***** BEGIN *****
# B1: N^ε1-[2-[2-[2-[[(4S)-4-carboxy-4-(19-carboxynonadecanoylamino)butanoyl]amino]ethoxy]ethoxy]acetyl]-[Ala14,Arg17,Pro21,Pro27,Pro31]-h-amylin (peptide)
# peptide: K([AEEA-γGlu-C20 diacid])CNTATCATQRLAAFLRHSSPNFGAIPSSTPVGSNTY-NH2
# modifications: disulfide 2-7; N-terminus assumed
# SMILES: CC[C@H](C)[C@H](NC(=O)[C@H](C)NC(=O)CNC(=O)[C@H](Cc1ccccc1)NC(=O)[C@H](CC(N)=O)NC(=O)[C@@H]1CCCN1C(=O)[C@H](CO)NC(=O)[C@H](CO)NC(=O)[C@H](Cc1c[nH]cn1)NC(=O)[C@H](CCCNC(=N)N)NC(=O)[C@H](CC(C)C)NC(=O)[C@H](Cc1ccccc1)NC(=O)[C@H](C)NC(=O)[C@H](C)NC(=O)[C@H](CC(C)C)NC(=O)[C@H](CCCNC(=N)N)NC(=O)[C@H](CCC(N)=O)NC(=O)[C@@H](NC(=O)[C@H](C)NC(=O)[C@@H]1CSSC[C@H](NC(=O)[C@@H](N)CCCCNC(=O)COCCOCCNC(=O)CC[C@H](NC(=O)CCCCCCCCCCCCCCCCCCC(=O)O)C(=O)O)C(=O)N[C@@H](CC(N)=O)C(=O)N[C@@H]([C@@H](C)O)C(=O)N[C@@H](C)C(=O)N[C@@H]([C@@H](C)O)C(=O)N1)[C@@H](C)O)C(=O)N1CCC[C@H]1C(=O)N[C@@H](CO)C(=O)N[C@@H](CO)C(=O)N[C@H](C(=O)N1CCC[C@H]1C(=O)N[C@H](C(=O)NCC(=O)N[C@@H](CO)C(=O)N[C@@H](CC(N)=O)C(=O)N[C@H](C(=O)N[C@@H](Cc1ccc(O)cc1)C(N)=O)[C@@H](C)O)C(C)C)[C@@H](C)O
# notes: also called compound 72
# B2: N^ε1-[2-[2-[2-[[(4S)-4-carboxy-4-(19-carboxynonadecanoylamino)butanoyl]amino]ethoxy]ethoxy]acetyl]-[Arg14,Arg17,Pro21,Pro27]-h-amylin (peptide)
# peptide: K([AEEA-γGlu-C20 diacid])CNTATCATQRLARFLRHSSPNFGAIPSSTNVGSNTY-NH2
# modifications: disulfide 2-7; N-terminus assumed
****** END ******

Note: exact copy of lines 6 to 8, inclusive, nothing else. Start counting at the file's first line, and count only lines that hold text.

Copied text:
# B2: N^ε1-[2-[2-[2-[[(4S)-4-carboxy-4-(19-carboxynonadecanoylamino)butanoyl]amino]ethoxy]ethoxy]acetyl]-[Arg14,Arg17,Pro21,Pro27]-h-amylin (peptide)
# peptide: K([AEEA-γGlu-C20 diacid])CNTATCATQRLARFLRHSSPNFGAIPSSTNVGSNTY-NH2
# modifications: disulfide 2-7; N-terminus assumed